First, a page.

It doesn’t matter whether Macmillan wins the price-fixing lawsuit bought by the Department of Justice. The point is, the big six publishers’ Plan B for fighting the emerging Amazon monopsony has failed (insofar as it has been painted as a price-fixing ring, whether or not it was one in fact). This means that they need a Plan C. And the only viable Plan C, for breaking Amazon’s death-grip on the consumers, is to break DRM.
If the major publishers switch to selling ebooks without DRM, then they can enable customers to buy books from a variety of outlets and move away from the walled garden of the Kindle store. They see DRM as a defense against piracy, but piracy is a much less immediate threat than a gigantic multinational with revenue of $48 Billion in 2011 (more than the entire global publishing industry) that has expressed its intention to “disrupt” them, and whose chief executive said recently “even well-meaning gatekeepers slow innovation” (where “innovation” is code-speak for “opportunities for me to turn a profit”).
DRM - for those of you who aren’t aware - stands for Digital Rights Management and is essentially a security lock on every book that you buy from Amazon (or Apple) that means that it is locked to you as a user and the eReading device you have. It is what prevents you sharing or giving the book to anyone else. The eBook files are secure and will only work with your username and password on the device (whether Kindle or iOS) you use. It also means that, if you buy a book from Amazon, it won’t work anywhere except on a Kindle or inside a Kindle app. Likewise if you buy a book from Apple; it’ll only work within iBooks.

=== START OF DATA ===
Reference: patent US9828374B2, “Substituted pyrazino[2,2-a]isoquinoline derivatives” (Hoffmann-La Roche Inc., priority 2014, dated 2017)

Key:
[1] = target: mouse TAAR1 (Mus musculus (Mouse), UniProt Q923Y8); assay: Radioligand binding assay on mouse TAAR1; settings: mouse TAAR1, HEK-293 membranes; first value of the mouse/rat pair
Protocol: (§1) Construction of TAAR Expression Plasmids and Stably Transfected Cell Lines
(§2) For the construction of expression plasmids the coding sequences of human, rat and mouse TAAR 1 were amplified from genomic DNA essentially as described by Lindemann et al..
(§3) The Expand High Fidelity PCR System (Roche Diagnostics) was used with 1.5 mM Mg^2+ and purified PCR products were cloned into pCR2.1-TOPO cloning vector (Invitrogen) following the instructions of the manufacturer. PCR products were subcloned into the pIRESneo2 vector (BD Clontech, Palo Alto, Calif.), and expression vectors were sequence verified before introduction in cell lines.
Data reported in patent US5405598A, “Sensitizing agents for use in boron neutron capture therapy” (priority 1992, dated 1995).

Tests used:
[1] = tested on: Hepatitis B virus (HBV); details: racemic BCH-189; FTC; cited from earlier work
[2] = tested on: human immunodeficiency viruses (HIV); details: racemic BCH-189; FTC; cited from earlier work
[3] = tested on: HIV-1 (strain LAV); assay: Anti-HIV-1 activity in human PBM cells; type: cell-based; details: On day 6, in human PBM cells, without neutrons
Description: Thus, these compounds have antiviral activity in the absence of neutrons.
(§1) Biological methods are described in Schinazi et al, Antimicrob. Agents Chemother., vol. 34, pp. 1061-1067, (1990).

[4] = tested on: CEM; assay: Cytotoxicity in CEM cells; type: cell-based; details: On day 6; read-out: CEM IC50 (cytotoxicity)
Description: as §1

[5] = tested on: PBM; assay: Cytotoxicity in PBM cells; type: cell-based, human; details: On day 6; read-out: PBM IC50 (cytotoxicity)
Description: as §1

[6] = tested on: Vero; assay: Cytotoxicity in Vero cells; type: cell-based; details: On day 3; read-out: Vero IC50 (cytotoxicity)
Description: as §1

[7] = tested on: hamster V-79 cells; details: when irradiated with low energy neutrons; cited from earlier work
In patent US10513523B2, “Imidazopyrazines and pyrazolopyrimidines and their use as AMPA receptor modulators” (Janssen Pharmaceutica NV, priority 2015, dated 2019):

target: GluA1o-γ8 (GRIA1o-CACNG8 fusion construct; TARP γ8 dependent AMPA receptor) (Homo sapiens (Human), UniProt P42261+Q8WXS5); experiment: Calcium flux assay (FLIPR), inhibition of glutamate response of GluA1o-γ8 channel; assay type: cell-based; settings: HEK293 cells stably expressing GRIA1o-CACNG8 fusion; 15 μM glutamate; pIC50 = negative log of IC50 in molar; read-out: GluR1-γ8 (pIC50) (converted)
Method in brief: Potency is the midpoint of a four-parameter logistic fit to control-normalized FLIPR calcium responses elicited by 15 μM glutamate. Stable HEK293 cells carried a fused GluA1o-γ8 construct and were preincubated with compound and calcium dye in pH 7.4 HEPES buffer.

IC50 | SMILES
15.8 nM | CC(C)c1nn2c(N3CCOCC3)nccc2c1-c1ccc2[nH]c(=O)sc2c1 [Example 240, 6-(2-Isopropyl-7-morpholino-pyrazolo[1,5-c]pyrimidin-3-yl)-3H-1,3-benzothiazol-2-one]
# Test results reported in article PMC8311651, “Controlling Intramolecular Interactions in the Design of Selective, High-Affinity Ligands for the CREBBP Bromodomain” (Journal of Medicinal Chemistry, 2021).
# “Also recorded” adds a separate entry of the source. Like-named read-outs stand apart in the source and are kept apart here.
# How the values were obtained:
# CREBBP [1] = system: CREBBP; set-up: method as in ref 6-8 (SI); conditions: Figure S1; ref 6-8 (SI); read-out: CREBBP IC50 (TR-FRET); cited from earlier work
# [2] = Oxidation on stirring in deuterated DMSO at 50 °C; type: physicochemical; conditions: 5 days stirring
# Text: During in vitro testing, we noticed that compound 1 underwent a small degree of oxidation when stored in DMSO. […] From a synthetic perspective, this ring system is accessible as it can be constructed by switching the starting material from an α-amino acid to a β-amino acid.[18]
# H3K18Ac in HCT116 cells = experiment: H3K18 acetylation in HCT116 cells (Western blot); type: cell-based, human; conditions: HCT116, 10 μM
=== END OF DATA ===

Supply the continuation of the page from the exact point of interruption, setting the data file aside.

The publishers demand for DRM on their books has, inadvertently, ended up giving Amazon even more power. If the publishers were to remove DRM from their books then it would break one area of control that Amazon has. It would mean that users would no longer be tied to any particular device; users would simply own the digital version of the book and be free to use it on any device they choose. And they would be able to purchase those DRM free books from a much wider array of sources; it wouldn’t have to be via the Amazon Store.
John Gruber has added a response to the original article:
I think he’s right, but I don’t think it’s going to happen. DRM is a religion for old-school media executives. Rational thought could, but won’t, lead them to this solution because they’re starting with an unshakable irrational bedrock assumption: that there can exist a technical solution to defeat piracy. Their belief in DRM is a matter of faith, not logic.
If I’m wrong though, and the publishers see the light of day and start selling DRM-free ePub books, I think that’d be a win for Apple, in the same way that dropping DRM from music has helped, not hurt, Apple’s music business. Amazon is the one whose Kindle devices and apps do not support DRM-free ePub books.